Configure Linux Components   «Prev  Next»
Lesson 10 Compiling the kernel:
ObjectiveDescribe common post-installation procedures
With both the kernel and modules built and installed, you are ready to let the system use the new kernel.
However, until you reboot you are still using the old kernel, so now is the time to make sure you have done everything correctly.
If you implemented certain kernel components as modules, specifically those required at boot time, you will need to provide access to them through a ramdisk. The ramdisk holds an image of the modules, and the kernel loads that image into memory before any other components.
Ramdisk: Ramdisks are block devices like hard disks and CD-ROM drives.
However, ramdisks store their data in random access memory, as opposed to on disk. This is useful during installation.
Creating a ramdisk
The mkinitrd command will examine a given kernel's module library, intelligently select any modules that might be needed at boot time (usually SCSI drivers or software RAID modules), create a ramdisk image, and pack the modules into the ramdisk.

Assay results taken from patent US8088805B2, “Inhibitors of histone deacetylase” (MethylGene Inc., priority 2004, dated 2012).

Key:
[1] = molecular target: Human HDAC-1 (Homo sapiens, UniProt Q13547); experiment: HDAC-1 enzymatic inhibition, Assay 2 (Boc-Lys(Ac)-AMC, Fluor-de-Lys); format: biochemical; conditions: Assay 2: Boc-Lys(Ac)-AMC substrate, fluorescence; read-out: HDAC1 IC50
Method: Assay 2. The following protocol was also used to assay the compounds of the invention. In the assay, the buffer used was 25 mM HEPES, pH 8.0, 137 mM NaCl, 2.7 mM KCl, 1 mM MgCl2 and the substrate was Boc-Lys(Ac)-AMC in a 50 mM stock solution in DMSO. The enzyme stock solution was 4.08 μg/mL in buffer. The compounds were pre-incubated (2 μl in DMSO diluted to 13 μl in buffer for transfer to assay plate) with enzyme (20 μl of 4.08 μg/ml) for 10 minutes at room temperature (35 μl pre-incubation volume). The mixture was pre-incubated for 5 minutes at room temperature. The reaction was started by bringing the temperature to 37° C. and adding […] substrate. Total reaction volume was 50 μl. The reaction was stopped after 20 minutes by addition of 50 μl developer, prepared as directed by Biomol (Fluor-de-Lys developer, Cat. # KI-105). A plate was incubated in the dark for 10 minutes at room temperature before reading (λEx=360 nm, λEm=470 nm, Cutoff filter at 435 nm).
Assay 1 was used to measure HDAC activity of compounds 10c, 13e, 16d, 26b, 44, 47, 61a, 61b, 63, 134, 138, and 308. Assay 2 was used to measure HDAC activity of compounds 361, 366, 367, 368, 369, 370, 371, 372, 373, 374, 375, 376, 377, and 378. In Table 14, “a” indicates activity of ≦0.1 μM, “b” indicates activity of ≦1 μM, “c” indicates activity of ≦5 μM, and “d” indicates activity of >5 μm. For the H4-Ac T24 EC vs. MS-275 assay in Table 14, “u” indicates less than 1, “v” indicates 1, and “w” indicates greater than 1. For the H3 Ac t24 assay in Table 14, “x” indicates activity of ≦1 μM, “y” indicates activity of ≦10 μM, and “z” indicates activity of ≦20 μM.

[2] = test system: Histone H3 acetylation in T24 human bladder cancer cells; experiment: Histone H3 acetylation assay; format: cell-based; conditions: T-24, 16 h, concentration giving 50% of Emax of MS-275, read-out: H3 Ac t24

The mkinitrd command takes two arguments: the first is the ramdisk filename to manufacture and the second is the kernel version for which the ramdisk is relevant. The ramdisk should be stored in a location accessible at boot, namely the /boot directory.
To create a ramdisk, named initrd-2.2.14.img and stored in /boot, use:

mkinitrd /boot/initrd-2.2.14.img 2.2.14
When the system reboots, the kernel notices you have a ramdisk for the new kernels version.
It then loads the images in that file and continues to boot.
There are no restrictions on what to name the initial ramdisk image, but meticulous naming helps in the long run.
Saving your kernel configuration
As a precaution, you might want to move your kernel configuration to the /boot partition.
Though this is not required, moving your configuration could save you from future configuration problems.
Essentially, you put the kernel configuration in the same location as the kernel, so you can always recreate that kernel from the configuration file.
Simply copy your Linux kernel configuration file into the /boot directory and name it appropriately:
The next lesson describes the LILO map installer.
cp /usr/src/linux/.config /boot/config-2.2.14